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Physicians must leave their isolation and balance several roles


James C. Salwitz, M.D., says that physicians must learn to balance roles as healers and, increasingly, as financial stewards and information-technology practitioners, each working day.

Among other things, he bemoans that:

“Physicians insist on ordering what they want, regardless of cost or net patient benefit. Doctors do not watch the henhouse, so someone else has to. It would have been a very different world if, from the start, the medical profession had accepted financial stewardship as part of their mission.”

“Look at information technology (IT). Healthcare is the last major industry to transition to a silicon base for decisions and communication. Because doctors have blocked IT every step of the way, nonmedical personnel, who often fail to appreciate the needs of doctor and patient, have written electronic medical record (EMR) software. And, because doctors have not seized on the power of the EMR as a patient care tool, the billers and insurers took control, so that the average EMR is not only clinically inadequate, it is focused on coding, posting, and accounts receivable.”
“If healthcare is to produce the best quality and personal result for every patient, doctors must leave their self-imposed isolation. They must make what can be a very difficult transition — that of changing of thought from the bedside to the boardroom and then back again, often in the same day.”

“The physician who can bring, in real time, the experience of the patient to the leadership process, tempered with an understanding of how complex biology and business systems interact, adds an incredible amount of value to healthcare. This is critical to the development of medical systems that actually work to the maximal betterment of every patient.”


A plug for managed care


Jeffrey Gene Kaplan, M.D., argues here that managed care is the best way to reform healthcare.

Among his remarks:

“Incentive alignment is critical. Capitation does not cut it simply because under it, the incentives are to do less. Also, capitation frustrates because a lot goes on that the provider cannot control. And, we all know the problems of fee for service, private practice, etc. It fractionalizes care and leads to unnecessary services and over-utilization.  Separate primary from preventive care; reorganize care around patient medical or surgical conditions, forming what they call ‘Integrated Practice Units’ (essentially team work).”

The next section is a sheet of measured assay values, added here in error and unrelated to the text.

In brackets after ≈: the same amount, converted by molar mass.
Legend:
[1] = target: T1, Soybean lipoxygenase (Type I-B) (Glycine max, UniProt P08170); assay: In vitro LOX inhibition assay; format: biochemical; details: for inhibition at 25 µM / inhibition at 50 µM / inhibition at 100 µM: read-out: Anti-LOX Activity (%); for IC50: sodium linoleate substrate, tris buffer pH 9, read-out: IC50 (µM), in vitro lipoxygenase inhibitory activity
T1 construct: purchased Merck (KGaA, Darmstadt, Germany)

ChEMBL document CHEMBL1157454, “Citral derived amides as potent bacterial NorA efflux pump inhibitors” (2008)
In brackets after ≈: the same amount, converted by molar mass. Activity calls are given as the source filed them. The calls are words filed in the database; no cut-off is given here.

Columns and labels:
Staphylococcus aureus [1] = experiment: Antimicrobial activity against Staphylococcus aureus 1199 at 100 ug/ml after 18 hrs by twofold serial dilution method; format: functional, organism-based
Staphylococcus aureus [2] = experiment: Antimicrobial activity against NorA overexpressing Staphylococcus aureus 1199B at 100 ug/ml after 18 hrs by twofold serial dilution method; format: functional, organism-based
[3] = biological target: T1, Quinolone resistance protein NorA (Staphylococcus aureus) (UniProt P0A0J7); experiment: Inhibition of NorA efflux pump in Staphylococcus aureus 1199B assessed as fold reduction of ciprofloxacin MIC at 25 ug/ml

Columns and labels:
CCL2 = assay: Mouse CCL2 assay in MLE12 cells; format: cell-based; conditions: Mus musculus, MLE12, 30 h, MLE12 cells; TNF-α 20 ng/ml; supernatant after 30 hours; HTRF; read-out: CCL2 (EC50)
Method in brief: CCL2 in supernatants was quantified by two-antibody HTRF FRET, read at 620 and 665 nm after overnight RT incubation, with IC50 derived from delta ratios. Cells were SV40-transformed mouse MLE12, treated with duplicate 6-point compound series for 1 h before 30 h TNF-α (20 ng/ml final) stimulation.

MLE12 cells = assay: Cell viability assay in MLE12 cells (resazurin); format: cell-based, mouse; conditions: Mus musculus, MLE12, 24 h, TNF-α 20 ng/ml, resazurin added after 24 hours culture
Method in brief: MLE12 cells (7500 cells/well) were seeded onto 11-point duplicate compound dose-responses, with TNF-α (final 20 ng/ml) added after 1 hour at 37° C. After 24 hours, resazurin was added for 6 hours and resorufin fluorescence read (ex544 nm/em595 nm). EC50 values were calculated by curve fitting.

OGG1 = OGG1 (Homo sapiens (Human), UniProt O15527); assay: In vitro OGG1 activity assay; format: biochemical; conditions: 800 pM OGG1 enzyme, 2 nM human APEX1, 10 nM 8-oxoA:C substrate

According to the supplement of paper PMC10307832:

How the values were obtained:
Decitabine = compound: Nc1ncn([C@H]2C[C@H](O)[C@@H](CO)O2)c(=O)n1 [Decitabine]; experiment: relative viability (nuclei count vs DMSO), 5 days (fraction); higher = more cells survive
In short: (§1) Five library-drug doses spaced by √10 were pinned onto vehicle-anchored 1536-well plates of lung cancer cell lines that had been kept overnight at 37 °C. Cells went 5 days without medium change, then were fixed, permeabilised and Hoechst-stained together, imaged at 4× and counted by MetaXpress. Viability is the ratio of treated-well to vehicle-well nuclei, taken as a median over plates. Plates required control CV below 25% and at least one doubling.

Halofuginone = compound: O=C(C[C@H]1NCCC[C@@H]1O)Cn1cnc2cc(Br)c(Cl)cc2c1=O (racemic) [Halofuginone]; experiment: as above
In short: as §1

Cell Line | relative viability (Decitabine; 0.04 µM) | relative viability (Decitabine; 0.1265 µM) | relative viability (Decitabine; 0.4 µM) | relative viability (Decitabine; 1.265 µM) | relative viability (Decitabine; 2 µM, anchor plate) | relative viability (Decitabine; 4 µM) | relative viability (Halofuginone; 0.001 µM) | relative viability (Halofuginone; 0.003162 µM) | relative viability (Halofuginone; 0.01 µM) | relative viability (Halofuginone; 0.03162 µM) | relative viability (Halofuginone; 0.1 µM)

He touts a 2013 by Porter and Lee that recommends:

1.    Separating primary from preventive care and reorganizing care around patient medical or surgical conditions, forming what they call “Integrated Practice Units” (essentially team work).

2.    “Measuring to manage the outcomes from the patient’s perspective and costs of the longitudinal view, the ‘cycle’ of care of every patient.”

3.    Converting from fee-for-service or prospective payments to bundled payments for episodes of care. 

4.    Ensuring that healthcare-delivery systems be made collaborative.

5.    Considering all care, not just local care.

6.     Using information technology to integrate disparate elements of care and understand what happens to “whom,” “where” and “when,” and what works or does not, and communicate to improve efficiency and effectiveness.

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